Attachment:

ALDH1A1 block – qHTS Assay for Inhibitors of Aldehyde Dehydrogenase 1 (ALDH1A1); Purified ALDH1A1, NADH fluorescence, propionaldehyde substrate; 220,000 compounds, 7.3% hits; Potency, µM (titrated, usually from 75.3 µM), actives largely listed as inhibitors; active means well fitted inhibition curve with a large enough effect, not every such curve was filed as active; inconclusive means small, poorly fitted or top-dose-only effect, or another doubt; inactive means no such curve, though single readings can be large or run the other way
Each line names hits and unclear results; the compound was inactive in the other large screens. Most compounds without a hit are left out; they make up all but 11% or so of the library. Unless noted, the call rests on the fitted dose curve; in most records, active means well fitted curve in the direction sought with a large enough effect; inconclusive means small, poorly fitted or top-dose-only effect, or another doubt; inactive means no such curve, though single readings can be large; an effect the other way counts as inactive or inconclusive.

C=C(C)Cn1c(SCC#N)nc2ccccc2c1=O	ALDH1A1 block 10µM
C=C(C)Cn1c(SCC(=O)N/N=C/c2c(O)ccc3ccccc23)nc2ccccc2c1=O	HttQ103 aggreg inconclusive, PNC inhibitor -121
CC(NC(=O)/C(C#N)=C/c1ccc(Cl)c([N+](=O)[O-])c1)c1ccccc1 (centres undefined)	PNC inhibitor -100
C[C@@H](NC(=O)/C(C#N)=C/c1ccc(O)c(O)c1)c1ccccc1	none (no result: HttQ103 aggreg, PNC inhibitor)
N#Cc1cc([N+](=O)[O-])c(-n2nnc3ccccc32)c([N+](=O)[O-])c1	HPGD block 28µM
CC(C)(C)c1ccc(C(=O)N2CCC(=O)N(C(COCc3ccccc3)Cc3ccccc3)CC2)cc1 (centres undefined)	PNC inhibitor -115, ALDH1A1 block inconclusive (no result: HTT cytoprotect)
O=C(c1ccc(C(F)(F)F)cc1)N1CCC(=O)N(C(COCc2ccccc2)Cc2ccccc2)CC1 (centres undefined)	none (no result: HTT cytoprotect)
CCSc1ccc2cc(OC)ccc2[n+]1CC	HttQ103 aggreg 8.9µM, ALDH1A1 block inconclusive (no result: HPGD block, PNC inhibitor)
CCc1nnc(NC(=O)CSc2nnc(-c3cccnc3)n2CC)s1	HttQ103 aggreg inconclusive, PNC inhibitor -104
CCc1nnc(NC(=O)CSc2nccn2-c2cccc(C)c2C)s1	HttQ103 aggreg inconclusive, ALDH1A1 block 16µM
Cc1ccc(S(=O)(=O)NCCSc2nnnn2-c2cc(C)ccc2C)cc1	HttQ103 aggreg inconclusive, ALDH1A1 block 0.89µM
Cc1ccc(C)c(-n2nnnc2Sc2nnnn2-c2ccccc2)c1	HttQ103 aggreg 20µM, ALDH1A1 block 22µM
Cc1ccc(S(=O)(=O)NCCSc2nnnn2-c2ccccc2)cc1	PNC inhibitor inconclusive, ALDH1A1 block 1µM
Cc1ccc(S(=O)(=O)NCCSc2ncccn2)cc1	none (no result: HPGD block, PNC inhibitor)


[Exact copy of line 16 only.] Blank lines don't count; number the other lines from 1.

Cc1ccc(S(=O)(=O)NCCSc2ncccn2)cc1	none (no result: HPGD block, PNC inhibitor)